Fast Fashion & Sustainability: The Crisis…
In the world of social media, the internet and trends changing faster than seasons, fast fashion has established its presence to keep up with the rapidly evolving world and times. The roots of fast fashion can be traced to 90s America, the ideas of IT girls and pretty vogue covers, the desire to be at par with these so-called fashion ideals. Yet, the production included 4 cycles only and still considerably categorised under slow fashion in comparison to contemporary fast fashion. The mass production of new trend cycles in fashion leaves the world grappling with over-consumption, mass production of waste, environmental damage due to plastic, polyester & synthetic, and over-exploitation of labourers under capitalist hierarchies. The demand and supply, the accessibility of new trends become easy, cheap and disposable, creating a larger issue of capitalist consumption and sustainability.
Fast fashion in contemporary times is built on emerging trends, and to keep up, retailers have attested to having multiple new productions each week. Keeping up with the trend involves disposing of clothes of the older trend, creating a cycle of mass consumption and large waste production; Being made of plastic and synthetic fibres, the production and waste results in massive environmental damages, that includes 10% of the world’s carbon emission and 20% wastewater. The materials toxicity also seeps into our water when washed, and in long term is harmful to our skins. The chances of recycling reduce and adds to the cumulative non-disposable waste, global warming and ultimately climate change. The issue also delves into social hierarchies and labour exploitation, especially in India where subaltern people of lower caste and class stratus are appointed in factories with unreasonable working conditions and low wages.
Slow Fashion; The Sustainable Choice…
Slow fashion discards fast-paced machine production that uses cheap material that pollutes the environment, dishing out only a small number of cycles and limited products each year. The techniques brought by the industrial revolution are discarded in favour of using techniques and materials(context: India) that date back to ancient, medieval, etc. The material used is organic and environmentally friendly, easily recyclable and disposable. Slow fashion abides by eco-friendly production, reduces carbon emission, global waste, and is socially friendly. With the reduction in production, labourers are not overexploited, work reasonable hours and are often paid well (depends on profit margins etc.,). While sustainability is a new trend among millennials and gen zs, evolving into social awareness about the origin of products, Indian artisans have been practising sustainable slow fashion for years, while also preserving cultures.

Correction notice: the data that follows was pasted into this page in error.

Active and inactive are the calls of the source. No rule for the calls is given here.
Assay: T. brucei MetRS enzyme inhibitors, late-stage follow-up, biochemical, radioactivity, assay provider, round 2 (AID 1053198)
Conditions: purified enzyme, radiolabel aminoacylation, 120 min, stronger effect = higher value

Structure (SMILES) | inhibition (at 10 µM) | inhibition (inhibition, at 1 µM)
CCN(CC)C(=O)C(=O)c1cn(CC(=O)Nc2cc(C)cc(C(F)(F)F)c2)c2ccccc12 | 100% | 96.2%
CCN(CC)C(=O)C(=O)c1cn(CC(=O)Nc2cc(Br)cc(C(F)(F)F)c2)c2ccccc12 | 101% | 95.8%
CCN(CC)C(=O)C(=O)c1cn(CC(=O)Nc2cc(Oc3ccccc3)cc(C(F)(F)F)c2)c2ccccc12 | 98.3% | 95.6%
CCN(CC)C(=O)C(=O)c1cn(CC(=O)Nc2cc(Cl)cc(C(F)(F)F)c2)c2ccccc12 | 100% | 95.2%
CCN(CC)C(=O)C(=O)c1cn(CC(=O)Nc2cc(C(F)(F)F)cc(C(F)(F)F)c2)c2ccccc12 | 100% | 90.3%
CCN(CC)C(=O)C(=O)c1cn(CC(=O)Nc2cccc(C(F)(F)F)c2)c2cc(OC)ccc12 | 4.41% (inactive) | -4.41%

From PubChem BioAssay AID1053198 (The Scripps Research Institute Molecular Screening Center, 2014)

The Maheshwari tissue saree, for example, originates in Maheshwar, Madhya Pradesh, dating back to the 18th century. Originally, handwoven with pure silk, now hand-woven with cotton as well. They stick to the traditional handloom, even though power looms could produce sarees four times faster to maintain the intricacy of the product. These sarees are environmentally friendly, made of cotton, silk or cotton-silk blend; they often use natural dye extracted from plants, flowers, etc, reducing colour induced chemical pollution. The makers of these are often from Dalit, OBCs and other subaltern backgrounds and systematically get churned out of high-end capitalists systems, making it harder for them to produce solid profit margins, yet they continue to create these sarees in their own right to keep alive a beautiful tradition and contribute to sustainability.
Another example of sustainable and unique clothing is the Phulkari embroidery, originating in Punjab. Phulkari in Punjabi means ‘flower work’, and this type of embroidery is adorned with floral and geometric patterns, and the unique factor about this type of work is that the stitch is done on the coarse side of cotton instead. It is hand-loomed with eco-friendly fabrics like Khaddar and Dasuti (coarse cotton). Traditionally the women of the household make these clothes and were intended to be handed over to a woman from her parents for her wedding.
The handloom and other textile traditional productions in India have been practising slow and sustainable fashion for centuries before the internet and social media trends/awareness of slow fashion, yet these artisans are some of the most underpaid and under-recognised people. With the rapid change in climate, skyrocketing waste production, an unreasonable amount of environmental damage and labour exploitation caused by fast fashion industries, it is time we switch over to locally sourced clothing that contributes to eco-friendly & sustainable clothing, supporting the communities that keep alive ancient weaving cultures, and to keep alive the cultural heritage of India’s ethnic wear.
To buy & support some of these artisans and contribute towards slow fashion, click here.
Author: Arpita Sk
3rd-year student studying in Jindal School of Liberal Arts and Humanities, majoring in Literary Studies and Sociology. Summer Intern at Kala Chaupal Trust.